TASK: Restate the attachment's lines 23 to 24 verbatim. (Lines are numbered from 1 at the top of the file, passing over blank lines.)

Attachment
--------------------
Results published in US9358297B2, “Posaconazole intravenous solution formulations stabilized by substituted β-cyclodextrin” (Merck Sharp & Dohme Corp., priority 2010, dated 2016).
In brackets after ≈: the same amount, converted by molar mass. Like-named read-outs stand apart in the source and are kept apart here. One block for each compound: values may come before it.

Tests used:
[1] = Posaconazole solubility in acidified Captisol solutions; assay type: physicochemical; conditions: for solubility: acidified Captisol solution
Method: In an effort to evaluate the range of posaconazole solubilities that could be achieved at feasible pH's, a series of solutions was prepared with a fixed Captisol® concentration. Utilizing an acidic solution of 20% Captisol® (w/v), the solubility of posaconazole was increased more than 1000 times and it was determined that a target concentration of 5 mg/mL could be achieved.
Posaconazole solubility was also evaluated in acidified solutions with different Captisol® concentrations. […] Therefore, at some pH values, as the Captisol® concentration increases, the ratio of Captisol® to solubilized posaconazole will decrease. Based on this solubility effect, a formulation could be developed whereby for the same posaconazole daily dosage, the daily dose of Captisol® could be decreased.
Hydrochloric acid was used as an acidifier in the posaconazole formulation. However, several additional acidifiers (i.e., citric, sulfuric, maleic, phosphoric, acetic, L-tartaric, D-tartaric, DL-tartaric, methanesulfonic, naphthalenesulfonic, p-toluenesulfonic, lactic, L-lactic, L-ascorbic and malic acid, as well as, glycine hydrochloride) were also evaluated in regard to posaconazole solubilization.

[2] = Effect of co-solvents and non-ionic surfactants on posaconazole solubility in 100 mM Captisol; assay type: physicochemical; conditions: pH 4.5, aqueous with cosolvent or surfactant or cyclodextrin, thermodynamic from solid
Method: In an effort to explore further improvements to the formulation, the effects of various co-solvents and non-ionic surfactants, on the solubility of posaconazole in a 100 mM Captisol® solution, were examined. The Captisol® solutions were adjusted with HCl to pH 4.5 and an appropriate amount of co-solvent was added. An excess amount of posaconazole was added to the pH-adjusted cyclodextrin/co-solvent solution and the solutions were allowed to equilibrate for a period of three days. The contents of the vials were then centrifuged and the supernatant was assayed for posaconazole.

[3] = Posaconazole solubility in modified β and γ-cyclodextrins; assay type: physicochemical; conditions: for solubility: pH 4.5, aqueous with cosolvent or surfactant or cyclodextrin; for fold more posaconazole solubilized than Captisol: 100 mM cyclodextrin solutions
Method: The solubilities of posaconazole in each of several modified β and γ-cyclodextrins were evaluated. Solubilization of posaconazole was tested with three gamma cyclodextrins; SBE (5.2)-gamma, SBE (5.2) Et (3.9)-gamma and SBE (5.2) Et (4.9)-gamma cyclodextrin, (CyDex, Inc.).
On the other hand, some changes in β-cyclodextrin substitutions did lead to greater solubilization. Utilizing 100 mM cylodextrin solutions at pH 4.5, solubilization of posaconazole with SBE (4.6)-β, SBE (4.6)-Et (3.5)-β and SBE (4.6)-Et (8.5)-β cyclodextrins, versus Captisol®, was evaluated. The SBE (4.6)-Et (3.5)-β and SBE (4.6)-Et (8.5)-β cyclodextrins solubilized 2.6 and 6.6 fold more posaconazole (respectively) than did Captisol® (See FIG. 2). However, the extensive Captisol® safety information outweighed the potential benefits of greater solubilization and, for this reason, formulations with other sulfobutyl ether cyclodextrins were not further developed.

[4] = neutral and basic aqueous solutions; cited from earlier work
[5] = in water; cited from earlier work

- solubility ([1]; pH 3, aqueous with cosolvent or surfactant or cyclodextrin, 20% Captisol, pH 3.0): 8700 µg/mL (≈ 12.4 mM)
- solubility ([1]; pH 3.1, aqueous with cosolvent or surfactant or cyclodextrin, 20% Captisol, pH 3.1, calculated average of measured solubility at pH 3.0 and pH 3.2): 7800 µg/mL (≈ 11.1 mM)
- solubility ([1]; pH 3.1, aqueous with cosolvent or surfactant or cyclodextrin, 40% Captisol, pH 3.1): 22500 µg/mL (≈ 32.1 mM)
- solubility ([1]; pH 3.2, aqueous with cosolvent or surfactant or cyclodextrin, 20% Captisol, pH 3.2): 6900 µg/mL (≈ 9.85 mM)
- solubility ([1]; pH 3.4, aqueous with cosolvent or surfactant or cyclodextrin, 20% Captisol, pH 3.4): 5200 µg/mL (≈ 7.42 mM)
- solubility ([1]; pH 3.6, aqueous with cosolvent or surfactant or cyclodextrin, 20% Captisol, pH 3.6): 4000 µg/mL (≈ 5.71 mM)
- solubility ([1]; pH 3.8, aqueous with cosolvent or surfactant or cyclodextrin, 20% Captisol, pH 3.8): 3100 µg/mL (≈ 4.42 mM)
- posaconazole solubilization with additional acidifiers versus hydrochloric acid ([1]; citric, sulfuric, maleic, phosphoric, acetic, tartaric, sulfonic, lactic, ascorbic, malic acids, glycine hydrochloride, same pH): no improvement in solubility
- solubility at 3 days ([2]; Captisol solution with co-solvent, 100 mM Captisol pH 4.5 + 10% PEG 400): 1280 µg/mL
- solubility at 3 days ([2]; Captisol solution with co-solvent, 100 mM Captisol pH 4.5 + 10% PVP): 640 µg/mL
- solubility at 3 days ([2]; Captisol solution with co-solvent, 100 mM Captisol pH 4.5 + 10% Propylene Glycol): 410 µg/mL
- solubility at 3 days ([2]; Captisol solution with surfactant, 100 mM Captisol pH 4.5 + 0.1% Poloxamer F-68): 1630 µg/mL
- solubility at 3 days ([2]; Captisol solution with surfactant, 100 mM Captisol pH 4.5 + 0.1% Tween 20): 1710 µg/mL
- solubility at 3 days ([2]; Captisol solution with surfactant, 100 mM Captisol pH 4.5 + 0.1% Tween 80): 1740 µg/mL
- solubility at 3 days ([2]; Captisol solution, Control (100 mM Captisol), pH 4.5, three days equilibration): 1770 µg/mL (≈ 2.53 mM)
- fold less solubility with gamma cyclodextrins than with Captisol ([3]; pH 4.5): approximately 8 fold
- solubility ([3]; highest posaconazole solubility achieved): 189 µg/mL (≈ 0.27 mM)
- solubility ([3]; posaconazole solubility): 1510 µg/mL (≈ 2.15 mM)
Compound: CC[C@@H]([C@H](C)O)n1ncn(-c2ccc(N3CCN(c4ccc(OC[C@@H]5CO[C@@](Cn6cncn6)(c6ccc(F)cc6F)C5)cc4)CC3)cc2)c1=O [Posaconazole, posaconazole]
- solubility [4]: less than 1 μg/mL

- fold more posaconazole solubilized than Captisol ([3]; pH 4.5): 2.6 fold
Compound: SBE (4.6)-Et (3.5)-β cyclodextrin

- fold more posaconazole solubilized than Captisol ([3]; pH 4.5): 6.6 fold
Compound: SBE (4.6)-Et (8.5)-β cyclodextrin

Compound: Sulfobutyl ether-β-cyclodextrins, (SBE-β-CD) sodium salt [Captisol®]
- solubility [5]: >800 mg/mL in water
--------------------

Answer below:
- solubility at 3 days ([2]; Captisol solution with co-solvent, 100 mM Captisol pH 4.5 + 10% PEG 400): 1280 µg/mL
- solubility at 3 days ([2]; Captisol solution with co-solvent, 100 mM Captisol pH 4.5 + 10% PVP): 640 µg/mL